Recently, in a coaching call with a group of church leaders on Long Island, the questions arose, “How can our church begin to build relationships with the people who meet in our space during the week? We have lots of people in and out our doors, but we don’t know them, and none of them come to worship on Sunday.”
Friday, December 20, 2013
Thursday, November 21, 2013
Recently I stepped out of my familiar comfort zone twice within a week’s time: to attend a non-denominational conference (spelled P-E-N-T-E-C-O-S-T-A-L) and then from there, to go on a Carnival cruise. Oh my goodness! I did not speak in tongues at the church thing, nor was there any onboard disaster with the cruise ship. In other words, I survived. Moreover, I heard some really, really good music in both places! But these two experiences brought home some pretty significant realities to me:
Monday, October 21, 2013
It's the season of two or three hundred thousand stewardship campaigns in churches across the USA. We do very expensive church in the USA, and fall is the usual season where we rally the saints to foot the bills for another year. Here are seven key thoughts for those of us who lead judicatories and long to see financially sustainable ministries within our denominational tribe:
Wednesday, September 18, 2013
A dependable follow up system is one of the most critical elements in developing and sustaining a high retention of first time worship attendees. Worship service content quality, onsite hospitality, quality of facility and quality of children's ministry are four other very important elements. But nothing is more important than follow up. And follow up is impossible without a dependable conduit of information about our visitors flowing into the hands of the leadership team.
Sunday, September 1, 2013
A few years ago, my good friends Bill Easum and Jim Griffith wrote a book of the Top Ten Reasons why some church plants go belly up. This past week, I was asked this question, and I decided to respond with my own list of ten reasons. It echoes their list, but it differs in a few ways.
Sunday, July 28, 2013
Two Supreme Court decisions last of June seemed to be pulling the country in two directions. But in fact they reflect a unified trend: the nation is lurching toward an even greater sense of individualism. "Don't mess with me. I won't bother you. Don't muffle me - even if it is my money that is doing the talking. Don't tell me what kind of gun I can buy or whom I can marry. And don't even think about sending me the bill for the improvements that we desperately need at the school down the street or to fix the bridge over the river that is going to fall in one day soon. You live yours. I will live mine. I owe you nothing, not even a watchfulness to protect your right to vote. If you have problems, it's not my problem. Get a life. If you don't like the laws in Alabama, move to New York."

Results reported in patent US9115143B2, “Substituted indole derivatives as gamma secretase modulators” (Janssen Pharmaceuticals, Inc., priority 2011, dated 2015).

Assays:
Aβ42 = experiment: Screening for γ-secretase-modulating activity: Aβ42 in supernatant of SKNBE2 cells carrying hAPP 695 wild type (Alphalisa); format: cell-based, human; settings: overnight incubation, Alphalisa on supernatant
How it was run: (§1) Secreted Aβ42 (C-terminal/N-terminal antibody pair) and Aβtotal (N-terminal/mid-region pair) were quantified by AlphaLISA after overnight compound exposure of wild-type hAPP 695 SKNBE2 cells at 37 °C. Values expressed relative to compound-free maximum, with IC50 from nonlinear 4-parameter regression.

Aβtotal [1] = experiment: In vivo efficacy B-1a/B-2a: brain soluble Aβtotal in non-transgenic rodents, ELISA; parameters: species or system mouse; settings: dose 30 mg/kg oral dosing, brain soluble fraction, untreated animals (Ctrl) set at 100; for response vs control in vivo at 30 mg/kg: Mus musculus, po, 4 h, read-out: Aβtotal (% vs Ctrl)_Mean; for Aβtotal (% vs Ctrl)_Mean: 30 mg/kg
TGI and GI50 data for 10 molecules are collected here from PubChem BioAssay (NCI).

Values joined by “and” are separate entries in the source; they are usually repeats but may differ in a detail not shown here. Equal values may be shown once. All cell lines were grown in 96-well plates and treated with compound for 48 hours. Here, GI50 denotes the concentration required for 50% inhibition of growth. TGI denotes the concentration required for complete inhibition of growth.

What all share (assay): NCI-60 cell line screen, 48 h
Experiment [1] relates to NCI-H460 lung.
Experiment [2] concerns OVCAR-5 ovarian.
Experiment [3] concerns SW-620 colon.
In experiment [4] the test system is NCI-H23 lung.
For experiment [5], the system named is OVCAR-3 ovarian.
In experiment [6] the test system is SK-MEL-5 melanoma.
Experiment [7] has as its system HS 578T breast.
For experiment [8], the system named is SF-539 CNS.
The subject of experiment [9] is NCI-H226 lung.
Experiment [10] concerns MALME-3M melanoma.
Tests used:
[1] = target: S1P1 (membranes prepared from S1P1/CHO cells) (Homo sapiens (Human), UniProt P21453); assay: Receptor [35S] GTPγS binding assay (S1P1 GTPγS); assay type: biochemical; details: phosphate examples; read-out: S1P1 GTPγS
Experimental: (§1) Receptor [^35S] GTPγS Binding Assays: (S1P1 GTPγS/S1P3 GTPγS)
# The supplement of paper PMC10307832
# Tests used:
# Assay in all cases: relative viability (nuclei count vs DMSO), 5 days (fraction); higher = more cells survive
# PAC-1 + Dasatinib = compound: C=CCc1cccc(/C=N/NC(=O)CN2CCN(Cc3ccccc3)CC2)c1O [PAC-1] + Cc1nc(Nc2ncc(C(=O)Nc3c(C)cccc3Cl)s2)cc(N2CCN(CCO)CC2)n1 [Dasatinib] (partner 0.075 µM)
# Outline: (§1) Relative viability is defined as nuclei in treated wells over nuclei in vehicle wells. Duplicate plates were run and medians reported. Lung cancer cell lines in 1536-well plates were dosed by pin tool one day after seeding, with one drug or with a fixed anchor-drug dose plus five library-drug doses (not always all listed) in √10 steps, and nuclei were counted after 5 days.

Monday, June 10, 2013
Over the last couple years, my co-author, colleague and Epicenter associate Kim Shockley led a landmark study of church vitality in The United Methodist Church. The project was named Toward Vitality. Her team interviewed hundreds of churches in all parts of the United States. The study was jointly sponsored by four of our church's general agencies. The biggest headline was the role of pastoral leadership in church vitality - not a surprise, exactly, but well documented. However, they learned a lot more than that!
Thursday, March 21, 2013
When I was in seminary, I sometimes wondered if Luther, Calvin and Wesley were all such geniuses or if, instead, they were simply capable, talented people whose lives came along at pregnant moments of history when Reformation was bound to happen anyway. Now that I am living through a real-life Reformation, I am leaning more toward the latter idea. None of us chose to paddle the rapids of this fast-changing post-Christendom era, but like it or not, God has placed us here: in the middle of white water with a Bible and a paddle and an assortment of characters on the journey with us, ranging from the bold and brilliant to the timid and the panicky.
Saturday, February 23, 2013
Sustainability is one of the key words of this still very young century. We will be thinking about it more and more in days to come.
We are learning how to live so that there are adequate resources left for the other seven billion people. We are learning how to reduce our carbon footprint, so as to curb global warming and keep the planet healthy and habitable for centuries to come. We are learning how to offer excellent and reasonable healthcare to an aging populace in ways that do not bankrupt our society. And we are learning how to live in faith community in a far less cash-intensive manner, making possible a lighter, more agile Christian movement, with a greater ability to invest beyond our own internal buildings and management.
Thursday, January 17, 2013
Abingdon Press is releasing my newest book this month, one of their first titles of 2013. The Surprise Factor: Gospel Strategies for Changing the Game at Your Church. Kim Shockley and I co-authored this book as a conversation between a clergyperson and a layperson, exploring ten key strategies that Jesus utilized as a change agent in a long-existing faith community. In each case we asked what Jesus' strategy looks like in a twenty-first century North American congregation. The project has been a lot of fun.